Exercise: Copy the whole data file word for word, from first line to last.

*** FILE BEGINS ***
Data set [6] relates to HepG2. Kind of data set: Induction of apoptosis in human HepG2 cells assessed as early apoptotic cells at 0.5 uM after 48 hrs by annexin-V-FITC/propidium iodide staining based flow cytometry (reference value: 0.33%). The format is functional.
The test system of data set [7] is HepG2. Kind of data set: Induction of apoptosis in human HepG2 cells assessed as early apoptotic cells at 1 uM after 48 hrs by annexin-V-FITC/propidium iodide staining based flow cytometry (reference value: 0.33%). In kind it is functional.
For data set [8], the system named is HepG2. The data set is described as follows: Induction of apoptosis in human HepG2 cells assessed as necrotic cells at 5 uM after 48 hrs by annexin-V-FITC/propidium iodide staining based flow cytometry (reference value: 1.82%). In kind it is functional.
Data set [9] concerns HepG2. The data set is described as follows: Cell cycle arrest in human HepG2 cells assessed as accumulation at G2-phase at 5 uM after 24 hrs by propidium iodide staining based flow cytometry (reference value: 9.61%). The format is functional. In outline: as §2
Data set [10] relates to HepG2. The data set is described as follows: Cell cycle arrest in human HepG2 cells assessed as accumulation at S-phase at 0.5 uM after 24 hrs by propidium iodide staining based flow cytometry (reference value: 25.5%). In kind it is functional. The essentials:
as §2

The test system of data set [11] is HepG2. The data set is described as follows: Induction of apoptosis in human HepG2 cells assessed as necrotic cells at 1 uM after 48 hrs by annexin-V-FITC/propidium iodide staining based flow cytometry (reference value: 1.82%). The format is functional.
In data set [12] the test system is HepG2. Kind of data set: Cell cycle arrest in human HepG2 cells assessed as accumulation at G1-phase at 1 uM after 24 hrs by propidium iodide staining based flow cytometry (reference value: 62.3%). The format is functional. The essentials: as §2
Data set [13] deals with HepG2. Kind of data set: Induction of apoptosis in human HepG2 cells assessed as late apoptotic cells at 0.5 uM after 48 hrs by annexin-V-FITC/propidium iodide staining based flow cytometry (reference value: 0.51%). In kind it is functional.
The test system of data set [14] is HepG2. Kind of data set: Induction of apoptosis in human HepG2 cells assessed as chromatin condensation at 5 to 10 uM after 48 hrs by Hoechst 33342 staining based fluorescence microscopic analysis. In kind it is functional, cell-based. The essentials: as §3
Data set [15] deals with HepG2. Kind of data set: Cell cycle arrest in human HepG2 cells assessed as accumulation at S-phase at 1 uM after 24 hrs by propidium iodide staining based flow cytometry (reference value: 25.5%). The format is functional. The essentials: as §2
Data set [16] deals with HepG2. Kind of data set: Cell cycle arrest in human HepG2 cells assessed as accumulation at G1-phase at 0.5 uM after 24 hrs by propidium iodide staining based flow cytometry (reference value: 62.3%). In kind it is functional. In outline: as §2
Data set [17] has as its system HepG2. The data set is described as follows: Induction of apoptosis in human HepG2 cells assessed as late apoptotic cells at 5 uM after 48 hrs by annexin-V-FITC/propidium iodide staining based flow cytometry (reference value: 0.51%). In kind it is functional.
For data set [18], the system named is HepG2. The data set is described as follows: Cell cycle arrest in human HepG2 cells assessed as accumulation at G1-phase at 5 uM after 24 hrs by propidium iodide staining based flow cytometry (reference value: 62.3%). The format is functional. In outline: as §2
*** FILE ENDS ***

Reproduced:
Data set [6] relates to HepG2. Kind of data set: Induction of apoptosis in human HepG2 cells assessed as early apoptotic cells at 0.5 uM after 48 hrs by annexin-V-FITC/propidium iodide staining based flow cytometry (reference value: 0.33%). The format is functional.
The test system of data set [7] is HepG2. Kind of data set: Induction of apoptosis in human HepG2 cells assessed as early apoptotic cells at 1 uM after 48 hrs by annexin-V-FITC/propidium iodide staining based flow cytometry (reference value: 0.33%). In kind it is functional.
For data set [8], the system named is HepG2. The data set is described as follows: Induction of apoptosis in human HepG2 cells assessed as necrotic cells at 5 uM after 48 hrs by annexin-V-FITC/propidium iodide staining based flow cytometry (reference value: 1.82%). In kind it is functional.
Data set [9] concerns HepG2. The data set is described as follows: Cell cycle arrest in human HepG2 cells assessed as accumulation at G2-phase at 5 uM after 24 hrs by propidium iodide staining based flow cytometry (reference value: 9.61%). The format is functional. In outline: as §2
Data set [10] relates to HepG2. The data set is described as follows: Cell cycle arrest in human HepG2 cells assessed as accumulation at S-phase at 0.5 uM after 24 hrs by propidium iodide staining based flow cytometry (reference value: 25.5%). In kind it is functional. The essentials:
as §2

The test system of data set [11] is HepG2. The data set is described as follows: Induction of apoptosis in human HepG2 cells assessed as necrotic cells at 1 uM after 48 hrs by annexin-V-FITC/propidium iodide staining based flow cytometry (reference value: 1.82%). The format is functional.
In data set [12] the test system is HepG2. Kind of data set: Cell cycle arrest in human HepG2 cells assessed as accumulation at G1-phase at 1 uM after 24 hrs by propidium iodide staining based flow cytometry (reference value: 62.3%). The format is functional. The essentials: as §2
Data set [13] deals with HepG2. Kind of data set: Induction of apoptosis in human HepG2 cells assessed as late apoptotic cells at 0.5 uM after 48 hrs by annexin-V-FITC/propidium iodide staining based flow cytometry (reference value: 0.51%). In kind it is functional.
The test system of data set [14] is HepG2. Kind of data set: Induction of apoptosis in human HepG2 cells assessed as chromatin condensation at 5 to 10 uM after 48 hrs by Hoechst 33342 staining based fluorescence microscopic analysis. In kind it is functional, cell-based. The essentials: as §3
Data set [15] deals with HepG2. Kind of data set: Cell cycle arrest in human HepG2 cells assessed as accumulation at S-phase at 1 uM after 24 hrs by propidium iodide staining based flow cytometry (reference value: 25.5%). The format is functional. The essentials: as §2
Data set [16] deals with HepG2. Kind of data set: Cell cycle arrest in human HepG2 cells assessed as accumulation at G1-phase at 0.5 uM after 24 hrs by propidium iodide staining based flow cytometry (reference value: 62.3%). In kind it is functional. In outline: as §2
Data set [17] has as its system HepG2. The data set is described as follows: Induction of apoptosis in human HepG2 cells assessed as late apoptotic cells at 5 uM after 48 hrs by annexin-V-FITC/propidium iodide staining based flow cytometry (reference value: 0.51%). In kind it is functional.
For data set [18], the system named is HepG2. The data set is described as follows: Cell cycle arrest in human HepG2 cells assessed as accumulation at G1-phase at 5 uM after 24 hrs by propidium iodide staining based flow cytometry (reference value: 62.3%). The format is functional. In outline: as §2